“Thirty years later, South Korea had become an industrial giant with the fourteenth largest economy in the world, multinational corporations, major exports of automobiles, electronic equipment, and other sophisticated manufacturers, and a per capita income approximating that of Greece. Moreover, it was on its way to the consolidation of democratic institutions. No such changes had occurred in Ghana, whose per capita GNP was now about one-fifteenth that of South Korea’s.

“How could this extraordinary difference in development be explained? Undoubtedly, many factors played a role, but it seemed to me that culture had to be a large part of the explanation. South Koreans valued thrift, investment, hard work, education, organization, and discipline. Ghanaians had different values.

_ Samuel Huntington concludes “In short, cultures count.”

_ Thomas Friedman, the New York Times journalist, claims that these elements cannot be defined; he simply calls them “the intangible things.”

_ Orlando Patterson, a Harvard University Sociologist, states that “Culture is a repertoire of socially transmitted and intra-generationally generated ideas about how to live and make judgments, both in general terms and in regard to specific domains of life.”

The point is that these basic factors facilitate constructive societal change and should be discussed and highlighted.

3.) “To compete, we make other nations richer, because we don’t control the basic materials and objects (and…skills, and attitudes, though we have more control over them) needed to become competitive.” (Bahama Pundit).

This statement in part is based on the fallacy that, when two parties exchange goods and/or services, it is not likely to be a win-win exchange for both parties since one is inevitably more “powerful.” For Pundit this takes on even greater meaning if one of the parties is a foreign-owned corporation, hence the conclusion that trade makes “other nations richer.” This is an “accepted” and “popular” assertion that has its roots in the economics of Karl Marx and not Adam Smith and his successors. Pundit does not provide evidence to support the assertion whereas the undersigned did so with an “Alternate History of Free Trade.”

Furthermore, the underdeveloped nation can “control” its intangibles if it has the national will.

The World Bank’s Latin American and Caribbean Studies Group in a recent study “Closing the Gap in Education and Technology” builds on the concept of “Human Capital”, these are investments in human resources that improve productivity. The Group develops the theory that there is a strong interaction between Human Capital (the quantity and quality of the knowledge base) and a society’s ability to absorb foreign technology; to adapt and modify that technology; and then to create new technologies. The success of this process is a key ingredient to economic growth. Taking refuge in “popular” assertions only diverts attention and energy from the more important tasks at hand.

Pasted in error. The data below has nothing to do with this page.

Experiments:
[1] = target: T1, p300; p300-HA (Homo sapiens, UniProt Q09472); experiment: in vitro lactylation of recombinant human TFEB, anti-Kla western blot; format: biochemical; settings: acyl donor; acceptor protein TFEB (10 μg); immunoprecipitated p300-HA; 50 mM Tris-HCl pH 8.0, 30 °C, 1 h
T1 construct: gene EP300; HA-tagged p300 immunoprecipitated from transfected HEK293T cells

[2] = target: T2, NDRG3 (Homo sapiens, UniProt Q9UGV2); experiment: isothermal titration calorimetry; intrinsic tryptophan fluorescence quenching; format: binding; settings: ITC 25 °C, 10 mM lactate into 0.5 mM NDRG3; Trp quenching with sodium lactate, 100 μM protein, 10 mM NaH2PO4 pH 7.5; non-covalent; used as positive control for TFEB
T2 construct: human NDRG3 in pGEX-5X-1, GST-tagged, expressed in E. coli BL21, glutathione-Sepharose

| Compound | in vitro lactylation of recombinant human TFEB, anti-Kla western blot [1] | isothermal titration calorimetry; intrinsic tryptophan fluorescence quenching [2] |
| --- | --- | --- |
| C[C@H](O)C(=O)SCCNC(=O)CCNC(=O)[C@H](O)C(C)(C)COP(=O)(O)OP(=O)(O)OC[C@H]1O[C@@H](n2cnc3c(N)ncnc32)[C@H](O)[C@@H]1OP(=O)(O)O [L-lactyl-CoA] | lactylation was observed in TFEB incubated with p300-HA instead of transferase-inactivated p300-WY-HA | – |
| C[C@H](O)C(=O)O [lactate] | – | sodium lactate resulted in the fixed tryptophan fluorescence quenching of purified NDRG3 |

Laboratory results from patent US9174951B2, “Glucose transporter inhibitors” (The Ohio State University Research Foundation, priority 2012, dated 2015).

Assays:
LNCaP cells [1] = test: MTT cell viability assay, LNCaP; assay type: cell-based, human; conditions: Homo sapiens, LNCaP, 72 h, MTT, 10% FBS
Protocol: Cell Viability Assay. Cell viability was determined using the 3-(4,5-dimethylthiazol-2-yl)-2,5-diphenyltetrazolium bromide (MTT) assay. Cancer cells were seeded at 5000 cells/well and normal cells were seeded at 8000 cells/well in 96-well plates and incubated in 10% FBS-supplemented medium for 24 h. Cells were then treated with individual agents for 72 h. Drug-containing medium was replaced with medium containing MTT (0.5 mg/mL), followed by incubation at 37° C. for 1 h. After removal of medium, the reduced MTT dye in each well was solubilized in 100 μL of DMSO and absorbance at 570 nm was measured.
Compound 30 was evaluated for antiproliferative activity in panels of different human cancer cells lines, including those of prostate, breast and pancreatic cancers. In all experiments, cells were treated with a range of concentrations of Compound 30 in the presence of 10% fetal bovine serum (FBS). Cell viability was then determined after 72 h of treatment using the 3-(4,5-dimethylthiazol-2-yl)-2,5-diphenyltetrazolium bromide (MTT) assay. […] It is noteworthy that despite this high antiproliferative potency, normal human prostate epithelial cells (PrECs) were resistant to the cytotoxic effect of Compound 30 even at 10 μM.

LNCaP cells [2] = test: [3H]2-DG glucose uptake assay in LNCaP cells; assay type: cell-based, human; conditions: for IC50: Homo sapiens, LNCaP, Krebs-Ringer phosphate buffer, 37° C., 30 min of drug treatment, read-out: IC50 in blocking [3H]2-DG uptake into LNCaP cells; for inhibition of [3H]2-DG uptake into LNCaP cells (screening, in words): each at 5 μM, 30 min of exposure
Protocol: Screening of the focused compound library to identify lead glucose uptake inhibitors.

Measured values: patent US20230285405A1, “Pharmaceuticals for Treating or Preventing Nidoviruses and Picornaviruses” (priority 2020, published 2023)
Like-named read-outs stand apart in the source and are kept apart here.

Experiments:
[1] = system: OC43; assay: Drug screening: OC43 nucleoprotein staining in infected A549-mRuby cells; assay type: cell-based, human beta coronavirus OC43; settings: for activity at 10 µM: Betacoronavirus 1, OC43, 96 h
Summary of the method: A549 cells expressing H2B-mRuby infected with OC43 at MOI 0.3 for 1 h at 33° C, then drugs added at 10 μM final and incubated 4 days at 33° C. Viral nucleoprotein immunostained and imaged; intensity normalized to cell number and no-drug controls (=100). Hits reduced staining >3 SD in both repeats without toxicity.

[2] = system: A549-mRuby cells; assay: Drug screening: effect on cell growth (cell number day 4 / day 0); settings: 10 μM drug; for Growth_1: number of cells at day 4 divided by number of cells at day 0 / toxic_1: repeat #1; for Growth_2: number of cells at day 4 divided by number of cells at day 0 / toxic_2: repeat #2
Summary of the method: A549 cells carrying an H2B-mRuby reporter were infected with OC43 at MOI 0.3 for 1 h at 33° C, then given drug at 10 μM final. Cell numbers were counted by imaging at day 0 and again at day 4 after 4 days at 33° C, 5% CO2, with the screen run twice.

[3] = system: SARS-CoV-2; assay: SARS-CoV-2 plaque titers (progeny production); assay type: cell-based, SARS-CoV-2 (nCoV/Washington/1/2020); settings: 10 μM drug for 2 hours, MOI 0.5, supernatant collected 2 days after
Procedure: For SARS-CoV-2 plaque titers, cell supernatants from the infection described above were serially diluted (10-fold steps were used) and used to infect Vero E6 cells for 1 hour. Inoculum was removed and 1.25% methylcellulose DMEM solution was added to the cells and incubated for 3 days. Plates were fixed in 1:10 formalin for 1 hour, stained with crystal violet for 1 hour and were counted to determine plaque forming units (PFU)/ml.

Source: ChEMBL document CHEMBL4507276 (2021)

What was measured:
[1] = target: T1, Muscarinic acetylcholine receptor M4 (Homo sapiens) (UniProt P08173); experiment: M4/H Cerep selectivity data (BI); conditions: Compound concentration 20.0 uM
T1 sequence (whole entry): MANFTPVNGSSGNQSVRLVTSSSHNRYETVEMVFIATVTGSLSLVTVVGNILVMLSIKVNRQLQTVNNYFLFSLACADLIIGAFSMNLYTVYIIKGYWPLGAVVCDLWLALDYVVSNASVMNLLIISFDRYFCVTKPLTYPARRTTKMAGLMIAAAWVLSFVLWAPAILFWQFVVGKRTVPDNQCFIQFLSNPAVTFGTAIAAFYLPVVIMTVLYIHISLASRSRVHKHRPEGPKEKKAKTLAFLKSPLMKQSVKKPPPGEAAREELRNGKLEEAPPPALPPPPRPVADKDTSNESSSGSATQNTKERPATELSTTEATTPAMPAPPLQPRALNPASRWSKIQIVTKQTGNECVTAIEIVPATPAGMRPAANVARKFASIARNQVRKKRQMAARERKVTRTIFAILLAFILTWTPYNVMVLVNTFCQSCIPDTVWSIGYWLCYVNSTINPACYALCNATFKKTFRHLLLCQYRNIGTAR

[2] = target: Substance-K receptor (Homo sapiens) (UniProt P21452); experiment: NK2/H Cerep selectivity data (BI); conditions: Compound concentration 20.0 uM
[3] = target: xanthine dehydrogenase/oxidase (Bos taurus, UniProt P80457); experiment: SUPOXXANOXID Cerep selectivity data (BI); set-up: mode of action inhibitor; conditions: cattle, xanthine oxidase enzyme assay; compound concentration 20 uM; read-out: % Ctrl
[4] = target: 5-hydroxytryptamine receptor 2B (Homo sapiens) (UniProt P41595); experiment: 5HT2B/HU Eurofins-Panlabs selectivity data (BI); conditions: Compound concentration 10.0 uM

I David Horowitz, Unholy Alliance, Regnery, 2004, page 55.

II Martin Amis, Koba The Dread: Laughter And The Twenty Million, Talk Miramax Books, New York, 2002.

III The MIT Dictionary of Modern Economics, The MIT Press, 1999, page 69.

IV Samuel P. Huntington, “Cultures Count”, in Culture Matters: How Values Shape Human Progress, Edited by Lawrence E. Harrison and Samuel P. Huntington, Basic Books, 2003, page xiii.

V Thomas L Friedman, The World Is Flat: A Brief History of the Twenty-First Century, Farrar, Strauss and Giroux, 2005, p. 330.

VI Orlando Patterson, “Taking Culture Seriously: A Framework and an Afro-American Illustration”, page 208, in Culture Matters.

VII David De Ferranti et all, “Closing the Gap in Education and Technology”, The World Bank Latin American and Caribbean Studies Group, Washington, D.C., 2003, page 1.

Ralph J Massey

The Nassau Institute